“Well…here goes nothing…” Harry murmured while taking a deep breath and gazing down at the contraption he held in his hand.
The contraption—Harry had named it ‘the gate maker’, represented months of hard work—after picking Tom Riddle’s brain for a couple of weeks, he’d gotten to work building the thing. It was finally done, and today was the test run.
If it worked, he’d be having himself a little adventure in another world, where he could hopefully use his ninja skills in actual combat and have a bit of excitement.
If it didn’t work at all, well, he’d be heading back to the Dursleys for a week and then summer with Sirius and Adeline as per usual.
If it sort of worked…well…he would be trapped in another world and unable to return, and would never see his friends and family again, and they’d never know what happened to him.
There was a reason Harry’s hands were shaking and he was having a sudden bout of self-doubt and second thoughts.
Worried or not, he was still going through with it.
He loved Sirius, he’d become fond of Adeline. He’d miss Remus, Barty and even Dora. He’d miss his friends, and school…. But he was still going; even though the consequences could well be dire should anything go amiss.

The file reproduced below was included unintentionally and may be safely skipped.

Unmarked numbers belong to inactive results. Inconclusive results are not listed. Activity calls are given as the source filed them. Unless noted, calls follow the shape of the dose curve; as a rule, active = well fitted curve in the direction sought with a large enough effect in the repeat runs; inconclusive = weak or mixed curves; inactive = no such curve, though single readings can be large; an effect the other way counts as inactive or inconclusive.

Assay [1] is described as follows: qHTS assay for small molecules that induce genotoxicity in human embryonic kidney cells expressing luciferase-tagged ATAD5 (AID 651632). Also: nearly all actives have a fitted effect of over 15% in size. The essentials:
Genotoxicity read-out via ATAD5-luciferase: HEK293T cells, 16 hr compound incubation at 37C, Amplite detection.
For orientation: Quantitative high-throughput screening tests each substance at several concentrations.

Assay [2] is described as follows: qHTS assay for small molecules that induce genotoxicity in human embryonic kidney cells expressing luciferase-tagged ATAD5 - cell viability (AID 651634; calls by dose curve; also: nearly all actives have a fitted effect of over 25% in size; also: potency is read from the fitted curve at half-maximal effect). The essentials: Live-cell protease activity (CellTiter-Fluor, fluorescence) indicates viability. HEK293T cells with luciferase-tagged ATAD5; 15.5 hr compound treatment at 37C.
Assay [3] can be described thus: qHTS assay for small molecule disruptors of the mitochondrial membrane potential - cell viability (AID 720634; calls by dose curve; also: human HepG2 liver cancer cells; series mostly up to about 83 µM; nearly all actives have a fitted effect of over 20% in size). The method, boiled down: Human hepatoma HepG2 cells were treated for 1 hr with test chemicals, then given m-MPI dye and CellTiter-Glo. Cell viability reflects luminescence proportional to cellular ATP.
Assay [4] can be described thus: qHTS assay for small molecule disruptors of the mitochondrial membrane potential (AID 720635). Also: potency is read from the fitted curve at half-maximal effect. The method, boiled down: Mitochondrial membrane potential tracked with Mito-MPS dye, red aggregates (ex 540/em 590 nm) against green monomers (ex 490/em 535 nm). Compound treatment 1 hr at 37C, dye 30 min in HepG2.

Having magic powers and ninja skills, the ability to fly and teleport, and being unable to use any of it ever, was slowly driving him mad.
He felt trapped, like he was suffocating, and slowly dying by inches.
There were days, when the sky was blue and the weather was fine when he wanted nothing more to just hop on his broom and get lost in the sky for hours…but he couldn’t, because a muggle might see, and that was against the law.
He had to be ‘normal’ by Dursley standards when he was with them, and was mostly in the house when he was with Sirius—they would let him outside without an escort, as they all seemed to think he was going to be attacked if he did. Telling them he was perfectly capable of taking care of himself did no good.
Everyone in the wizarding world was so used to living under the shackles of secrecy, they had internalized it to such a degree that their very spirit was compromised—it sounded dramatic, put that way, but it was true.
Wizards tended to stay in the house—there wasn’t really much to do on an average day beyond hang out at the pub for a bit, or go see a quidditch game anyway. When they did go out, they scurried from place to place, and worried the whole time about muggles—which most found to be stressful, so they didn’t do it much.